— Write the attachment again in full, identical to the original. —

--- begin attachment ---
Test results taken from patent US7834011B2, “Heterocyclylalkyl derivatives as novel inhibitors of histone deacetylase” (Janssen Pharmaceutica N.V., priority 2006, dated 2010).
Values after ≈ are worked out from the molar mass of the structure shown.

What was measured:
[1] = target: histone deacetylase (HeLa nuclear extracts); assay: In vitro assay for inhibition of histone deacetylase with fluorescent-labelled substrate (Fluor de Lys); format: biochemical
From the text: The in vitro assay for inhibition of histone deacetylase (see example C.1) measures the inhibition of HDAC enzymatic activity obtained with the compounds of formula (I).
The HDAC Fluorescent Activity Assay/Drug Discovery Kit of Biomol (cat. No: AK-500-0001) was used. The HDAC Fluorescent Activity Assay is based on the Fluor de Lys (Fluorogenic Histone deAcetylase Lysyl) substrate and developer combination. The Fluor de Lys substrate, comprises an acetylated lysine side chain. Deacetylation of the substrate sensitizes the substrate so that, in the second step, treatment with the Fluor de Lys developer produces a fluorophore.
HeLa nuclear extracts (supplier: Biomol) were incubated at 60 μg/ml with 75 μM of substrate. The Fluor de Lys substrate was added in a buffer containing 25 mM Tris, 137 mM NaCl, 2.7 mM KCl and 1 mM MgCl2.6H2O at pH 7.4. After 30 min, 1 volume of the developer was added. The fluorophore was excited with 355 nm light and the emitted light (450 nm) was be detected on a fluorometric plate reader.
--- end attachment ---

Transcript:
Test results taken from patent US7834011B2, “Heterocyclylalkyl derivatives as novel inhibitors of histone deacetylase” (Janssen Pharmaceutica N.V., priority 2006, dated 2010).
Values after ≈ are worked out from the molar mass of the structure shown.

What was measured:
[1] = target: histone deacetylase (HeLa nuclear extracts); assay: In vitro assay for inhibition of histone deacetylase with fluorescent-labelled substrate (Fluor de Lys); format: biochemical
From the text: The in vitro assay for inhibition of histone deacetylase (see example C.1) measures the inhibition of HDAC enzymatic activity obtained with the compounds of formula (I).
The HDAC Fluorescent Activity Assay/Drug Discovery Kit of Biomol (cat. No: AK-500-0001) was used. The HDAC Fluorescent Activity Assay is based on the Fluor de Lys (Fluorogenic Histone deAcetylase Lysyl) substrate and developer combination. The Fluor de Lys substrate, comprises an acetylated lysine side chain. Deacetylation of the substrate sensitizes the substrate so that, in the second step, treatment with the Fluor de Lys developer produces a fluorophore.
HeLa nuclear extracts (supplier: Biomol) were incubated at 60 μg/ml with 75 μM of substrate. The Fluor de Lys substrate was added in a buffer containing 25 mM Tris, 137 mM NaCl, 2.7 mM KCl and 1 mM MgCl2.6H2O at pH 7.4. After 30 min, 1 volume of the developer was added. The fluorophore was excited with 355 nm light and the emitted light (450 nm) was be detected on a fluorometric plate reader.